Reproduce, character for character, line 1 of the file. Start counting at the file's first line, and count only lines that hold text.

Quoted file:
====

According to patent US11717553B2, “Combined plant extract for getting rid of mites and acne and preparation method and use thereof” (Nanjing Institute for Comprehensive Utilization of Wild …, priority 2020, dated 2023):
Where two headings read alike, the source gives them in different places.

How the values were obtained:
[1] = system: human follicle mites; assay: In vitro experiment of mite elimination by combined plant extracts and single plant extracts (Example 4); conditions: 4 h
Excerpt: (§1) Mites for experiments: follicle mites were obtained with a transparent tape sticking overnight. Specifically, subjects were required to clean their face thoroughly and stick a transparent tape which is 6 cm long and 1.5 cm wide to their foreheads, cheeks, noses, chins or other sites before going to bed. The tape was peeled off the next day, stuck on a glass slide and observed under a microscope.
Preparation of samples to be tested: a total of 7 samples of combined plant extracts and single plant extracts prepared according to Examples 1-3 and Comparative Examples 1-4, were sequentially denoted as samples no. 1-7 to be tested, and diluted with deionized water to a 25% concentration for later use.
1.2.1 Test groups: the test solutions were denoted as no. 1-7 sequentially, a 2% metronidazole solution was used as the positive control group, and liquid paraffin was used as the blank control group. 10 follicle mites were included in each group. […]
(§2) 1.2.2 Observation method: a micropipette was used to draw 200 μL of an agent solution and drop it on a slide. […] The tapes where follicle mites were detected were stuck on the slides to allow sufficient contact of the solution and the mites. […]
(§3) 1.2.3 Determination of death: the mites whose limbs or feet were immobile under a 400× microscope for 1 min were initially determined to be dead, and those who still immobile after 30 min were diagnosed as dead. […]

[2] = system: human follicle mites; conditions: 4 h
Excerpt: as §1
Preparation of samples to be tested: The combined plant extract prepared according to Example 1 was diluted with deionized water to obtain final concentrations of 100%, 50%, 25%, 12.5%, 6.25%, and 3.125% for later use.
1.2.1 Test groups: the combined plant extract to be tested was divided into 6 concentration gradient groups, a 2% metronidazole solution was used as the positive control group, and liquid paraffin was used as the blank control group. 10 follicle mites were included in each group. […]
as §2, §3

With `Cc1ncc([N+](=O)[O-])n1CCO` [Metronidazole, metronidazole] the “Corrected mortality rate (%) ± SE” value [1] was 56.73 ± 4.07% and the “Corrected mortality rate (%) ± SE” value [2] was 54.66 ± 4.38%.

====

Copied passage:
According to patent US11717553B2, “Combined plant extract for getting rid of mites and acne and preparation method and use thereof” (Nanjing Institute for Comprehensive Utilization of Wild …, priority 2020, dated 2023):